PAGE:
Photo Credit: Brian Patterson Photos /

Demi Lovato, Mary J Blidge and More Featured on Women With A Message

With the goal of fostering a community and the creativity it curates, UMe’s Urban Legends division will launch “Women With A Message,” a campaign highlighting grassroots activism, leadership innovation and self-determination from women who have redefined industry, sports and political activism. The campaign will feature conversations amongst influential women who are crafting and delivering the global message of equality in real time. Rooted in the importance of representation and inspiration, the campaign’s music and editorial (video and written) content is designed to motivate both women and men to help spread the message of equality and respect.

“Through their stories and voices, we hope to inspire more women to empower themselves and to participate in the upcoming elections. Inspiring more women to exercise their right to vote is about emphasizing the fact that we are all empowered to make choices about this country, in part through engagement in the process of choosing our leaders,” comments Katina Bynum, EVP, East Coast Labels, Urban, UMe.

“From board rooms to conference rooms to classrooms and beyond, heroic women have used their voices both to question and encourage others, and Motown is proud to present pioneers who paved the way in all aspects of culture,” adds President of Motown Records & EVP Capitol Music Group, Ethiopia Habtemariam.

Urban Legends is drawing from across its labels, with a special focus on Motown, to curate an inspiring playlist celebrating women – especially women of color – across generations and genres. The indelible influence, artistic creativity and iconic talents that have defined Motown since its earliest days – from Diana Ross and Martha Reeves to Valerie Simpson, Erykah Badu, India Arie and beyond – along with other soul, pop, hip-hop and R&B artists who round out this deep dive into the music of women’s empowerment. The playlist includes hip-hop from Remy Ma to City Girls and Shawnna; pop bops from Debelah Morgan (“Dance With Me”) and Mila J (“Kickin’ Back”); disco classics by Gloria Gaynor; plus superstar urban pop.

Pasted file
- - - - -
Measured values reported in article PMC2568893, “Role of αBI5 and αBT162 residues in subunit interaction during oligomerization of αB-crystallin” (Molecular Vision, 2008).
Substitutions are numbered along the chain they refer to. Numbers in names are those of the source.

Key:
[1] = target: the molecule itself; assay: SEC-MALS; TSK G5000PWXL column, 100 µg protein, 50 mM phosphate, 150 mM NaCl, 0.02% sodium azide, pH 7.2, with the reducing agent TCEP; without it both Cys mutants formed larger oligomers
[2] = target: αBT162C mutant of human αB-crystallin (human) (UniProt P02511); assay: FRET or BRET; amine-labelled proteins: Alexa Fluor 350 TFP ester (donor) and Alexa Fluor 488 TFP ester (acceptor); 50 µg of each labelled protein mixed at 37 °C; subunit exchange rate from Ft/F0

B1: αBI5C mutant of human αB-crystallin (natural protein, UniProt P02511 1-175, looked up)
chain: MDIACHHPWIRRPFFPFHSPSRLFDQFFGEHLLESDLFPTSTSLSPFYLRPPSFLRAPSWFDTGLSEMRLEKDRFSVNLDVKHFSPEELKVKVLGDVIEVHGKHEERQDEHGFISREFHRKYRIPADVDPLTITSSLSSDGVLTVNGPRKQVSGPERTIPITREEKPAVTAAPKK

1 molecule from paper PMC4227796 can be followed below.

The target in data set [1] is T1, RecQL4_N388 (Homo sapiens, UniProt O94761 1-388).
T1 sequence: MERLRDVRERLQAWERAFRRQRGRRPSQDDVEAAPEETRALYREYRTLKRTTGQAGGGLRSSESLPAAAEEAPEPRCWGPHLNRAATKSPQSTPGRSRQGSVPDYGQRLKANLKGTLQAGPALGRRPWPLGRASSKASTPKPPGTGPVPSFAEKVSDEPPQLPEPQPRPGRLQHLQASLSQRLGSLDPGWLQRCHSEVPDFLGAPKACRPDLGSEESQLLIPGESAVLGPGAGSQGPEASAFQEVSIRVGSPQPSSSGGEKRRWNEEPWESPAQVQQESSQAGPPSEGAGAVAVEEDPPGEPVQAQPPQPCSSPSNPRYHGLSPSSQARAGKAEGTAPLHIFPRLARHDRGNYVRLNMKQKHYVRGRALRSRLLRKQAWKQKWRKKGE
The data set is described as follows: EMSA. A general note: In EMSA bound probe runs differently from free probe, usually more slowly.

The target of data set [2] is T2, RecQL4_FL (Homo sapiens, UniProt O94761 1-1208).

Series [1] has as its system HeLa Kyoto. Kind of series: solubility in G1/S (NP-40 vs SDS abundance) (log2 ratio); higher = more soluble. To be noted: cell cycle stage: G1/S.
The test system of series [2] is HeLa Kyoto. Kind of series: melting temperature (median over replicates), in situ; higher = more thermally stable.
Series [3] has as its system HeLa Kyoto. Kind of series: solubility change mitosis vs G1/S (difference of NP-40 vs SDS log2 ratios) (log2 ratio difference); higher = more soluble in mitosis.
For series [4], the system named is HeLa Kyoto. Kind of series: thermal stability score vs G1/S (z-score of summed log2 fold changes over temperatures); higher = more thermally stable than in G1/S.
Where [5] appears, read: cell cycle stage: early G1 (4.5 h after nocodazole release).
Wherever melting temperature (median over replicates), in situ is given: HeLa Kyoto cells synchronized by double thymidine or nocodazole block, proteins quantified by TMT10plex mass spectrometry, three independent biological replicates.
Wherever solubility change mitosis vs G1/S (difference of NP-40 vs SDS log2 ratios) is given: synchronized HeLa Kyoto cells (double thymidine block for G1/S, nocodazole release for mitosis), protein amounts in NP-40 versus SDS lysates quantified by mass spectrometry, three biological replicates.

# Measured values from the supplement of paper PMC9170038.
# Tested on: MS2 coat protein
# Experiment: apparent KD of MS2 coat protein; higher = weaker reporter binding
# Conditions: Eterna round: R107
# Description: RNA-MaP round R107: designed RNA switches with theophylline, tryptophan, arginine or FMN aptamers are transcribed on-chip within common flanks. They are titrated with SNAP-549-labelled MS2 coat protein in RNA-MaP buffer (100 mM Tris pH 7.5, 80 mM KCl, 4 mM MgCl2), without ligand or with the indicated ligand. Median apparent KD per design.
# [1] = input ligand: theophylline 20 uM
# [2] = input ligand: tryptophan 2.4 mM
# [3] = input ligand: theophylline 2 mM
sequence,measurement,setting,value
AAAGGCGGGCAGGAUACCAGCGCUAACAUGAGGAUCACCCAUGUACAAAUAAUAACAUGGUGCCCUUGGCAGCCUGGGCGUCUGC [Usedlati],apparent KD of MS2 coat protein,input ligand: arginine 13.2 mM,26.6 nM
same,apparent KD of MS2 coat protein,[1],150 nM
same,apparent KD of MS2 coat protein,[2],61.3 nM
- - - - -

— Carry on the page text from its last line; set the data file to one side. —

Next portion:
Urban Legends and its editorial partner uDiscoverMusic invited community leaders, athletes and music executives to discuss how music and songs inspire, motivate and play a role in their lives.

Artist features include: Erykah Badu; Kelis; Janet Jackson; Mary J. Blige; Queen Latifah; Salt-N-Pepa; Zhane; and Mariah Carey, whose new memoir, The Meaning of Mariah Carey, is available now. Additional features showcase past trailblazers, including Nina Simone, Billie Holiday and Marlena Shaw.

Music industry professionals tell their stories from adversity to accomplishments and how they are enacting change: Ethiopia Habtemariam, President of Motown Records and EVP Capitol Music Group; LaTrice Burnette, EVP and GM, Island Records; Sujata Murthy, SVP Media & Artist Relations, UMe; Anastasia Wright, VP Rhythm Nation.

Urban Legends will introduce athletes’ stories as a way of amplifying the pursuit of equality. And of course, a look at the many ways that music motivates is sure to be part of the discussion with professional athletes, including Tamera “Ty” Young, star forward with WNBA’s Las Vegas Aces; Essence Carson, guard/forward for WNBA’s Connecticut Suns and Senior Manager of Label Relations and Production for Motown, Caroline and Priority; Taylor Townsend, tennis professional; and Lia Neal, champion swimmer and two-time Olympic medalist.